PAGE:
OUR new columnist, Lee Conetta, is Glasgow food royalty, with many years experience helping to run one of the city’s biggest restaurant groups. Each fortnight in Times Out, she will share memories of her life less ordinary, and the food she loves to cook. This week, Mrs Conetta recalls a remarkable meeting and introduces us to a simple but tasty Tuscan classic.

IT WAS the late 80s and my husband Joe and I were staying in Umbria in Italy on holiday.

We heard that Lamborghini’s estate, La Fiorita, was nearby so we set off with an English couple we had got to know during our stay. First, we looked at the tractors, then the cars…well, by this time I was getting hungry.

I spotted an elderly gentleman wearing a straw hat, and decided to ask him if he could recommend a good Italian restaurant in town.

He asked me what kind of food I liked, which led to half an hour exchanging recipes, old and new, with much enthusiasm on both sides.

This friendly gentleman told me he was opening a small hotel and restaurant and as I seemed to know about restaurants, would I go along and check out his kitchen equipment?

Glasgow restaurateur Lee Conetta at home near Lanark. The bottle presented by Mr Lamborghini. STY Pic Gordon Terris/Glasgow Times

Glasgow restaurateur Lee Conetta at home near Lanark. The bottle presented by Mr Lamborghini. STY Pic Gordon Terris/Glasgow Times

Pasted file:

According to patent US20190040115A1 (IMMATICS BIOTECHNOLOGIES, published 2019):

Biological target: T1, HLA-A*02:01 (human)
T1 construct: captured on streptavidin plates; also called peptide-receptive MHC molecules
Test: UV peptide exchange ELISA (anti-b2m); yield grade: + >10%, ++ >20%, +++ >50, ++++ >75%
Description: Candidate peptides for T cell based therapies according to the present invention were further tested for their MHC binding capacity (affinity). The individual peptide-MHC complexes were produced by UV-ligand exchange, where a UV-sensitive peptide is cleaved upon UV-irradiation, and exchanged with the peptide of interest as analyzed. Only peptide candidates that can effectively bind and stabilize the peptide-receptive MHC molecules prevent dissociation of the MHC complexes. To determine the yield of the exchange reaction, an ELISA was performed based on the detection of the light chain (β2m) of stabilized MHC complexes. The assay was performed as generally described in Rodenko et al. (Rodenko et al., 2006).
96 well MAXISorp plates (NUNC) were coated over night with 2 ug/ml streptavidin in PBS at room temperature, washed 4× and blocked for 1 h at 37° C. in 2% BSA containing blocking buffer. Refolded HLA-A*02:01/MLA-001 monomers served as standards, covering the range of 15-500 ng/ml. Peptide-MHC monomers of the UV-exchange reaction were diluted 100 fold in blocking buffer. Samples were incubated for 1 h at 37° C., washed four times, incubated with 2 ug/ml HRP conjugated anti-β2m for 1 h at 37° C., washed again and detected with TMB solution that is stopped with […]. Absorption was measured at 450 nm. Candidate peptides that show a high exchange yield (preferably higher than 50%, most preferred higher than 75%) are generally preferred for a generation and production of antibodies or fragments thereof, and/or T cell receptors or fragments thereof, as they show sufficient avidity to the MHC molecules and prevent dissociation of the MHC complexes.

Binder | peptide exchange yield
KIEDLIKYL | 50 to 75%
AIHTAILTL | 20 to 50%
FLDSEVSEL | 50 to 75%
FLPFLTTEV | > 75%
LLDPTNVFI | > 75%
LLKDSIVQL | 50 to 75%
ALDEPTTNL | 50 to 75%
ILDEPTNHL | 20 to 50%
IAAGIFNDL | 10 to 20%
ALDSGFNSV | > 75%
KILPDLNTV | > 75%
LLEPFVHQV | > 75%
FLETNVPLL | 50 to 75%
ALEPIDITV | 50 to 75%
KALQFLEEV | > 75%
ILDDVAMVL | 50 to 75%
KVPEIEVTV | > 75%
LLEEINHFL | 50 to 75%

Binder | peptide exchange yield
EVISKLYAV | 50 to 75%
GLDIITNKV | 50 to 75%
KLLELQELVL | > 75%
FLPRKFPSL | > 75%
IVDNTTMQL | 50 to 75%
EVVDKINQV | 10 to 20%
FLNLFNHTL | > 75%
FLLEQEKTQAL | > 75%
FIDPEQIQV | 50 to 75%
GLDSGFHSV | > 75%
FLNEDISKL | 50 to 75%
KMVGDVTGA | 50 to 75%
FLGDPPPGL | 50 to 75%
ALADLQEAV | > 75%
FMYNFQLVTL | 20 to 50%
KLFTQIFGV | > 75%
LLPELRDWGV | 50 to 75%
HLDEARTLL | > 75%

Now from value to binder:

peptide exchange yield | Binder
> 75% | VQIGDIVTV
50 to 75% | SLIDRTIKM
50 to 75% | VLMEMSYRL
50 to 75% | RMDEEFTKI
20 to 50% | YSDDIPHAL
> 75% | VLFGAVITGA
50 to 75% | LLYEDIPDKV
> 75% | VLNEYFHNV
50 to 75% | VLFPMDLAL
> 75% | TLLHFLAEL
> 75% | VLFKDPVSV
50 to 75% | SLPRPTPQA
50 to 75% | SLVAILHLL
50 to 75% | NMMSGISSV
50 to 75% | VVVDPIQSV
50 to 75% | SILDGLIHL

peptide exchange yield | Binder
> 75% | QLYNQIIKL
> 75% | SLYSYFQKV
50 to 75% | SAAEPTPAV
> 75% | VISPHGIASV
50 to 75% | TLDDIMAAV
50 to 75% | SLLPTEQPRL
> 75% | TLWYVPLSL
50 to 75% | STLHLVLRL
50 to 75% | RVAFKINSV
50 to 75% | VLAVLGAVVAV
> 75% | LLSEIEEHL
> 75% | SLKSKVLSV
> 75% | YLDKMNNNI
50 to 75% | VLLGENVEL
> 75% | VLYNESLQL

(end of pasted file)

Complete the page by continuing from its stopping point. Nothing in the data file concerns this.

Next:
I was happy to oblige – a break from the tractors and cars – and found it to be state of the art, an absolutely beautiful and spotless kitchen.

We continued talking about food and restaurants, and he invited me into a small Lamborghini gift shop on the estate and asked me my name.

When I said, ‘Eleonora’, he promptly took down a magnum bottle of wine and wrote ‘To Eleonora from Ferrucio Lamborghini’ on it, and presented it to me.

I almost fainted.

I had just spent an hour exchanging mothers’ and grandmothers’ recipes and discussing lots of different pastas, with Mr Lamborghini himself.

Just then my husband came back, and when I introduced him to Mr Lamborghini, he was surprised, to put it mildly.

They got talking - Lamborghini’s other passion was bullfighting, which he then went on to discuss enthusiastically with my husband. Most of his cars are named after bulls. A raging bull is the emblem of his company. The almost forgotten Islero was named after the Miura bull that killed the famed bullfighter Manolete in 1947. Other names were Diablo, Murcielago, Gallardo….

READ MORE: Cooking with Mrs Conetta - Beef braciole

Don Eduardo Miura, a renowned breeder of Spanish fighting bulls and Lamborghini became great friends.

It was an unexpected and lovely afternoon, and I still have that bottle of wine.


Tuscan Pork Chops

Serves 4


4 pork loin chops

Fennel seeds

Salt and pepper

Around two to three tablespoons of olive oil

1 clove of garlic

1 cup dry white wine


1 Score the chops in two or three places on each side.

2 Sprinkle with the fennel seeds and salt and pepper and leave in the fridge for 30 minutes.

3 Heat the olive oil in a frying pan and add the garlic and then the chops. Cook over a moderate heat until brown on both sides.

4 Add the white wine and continue to cook until the chops are tender. Serve.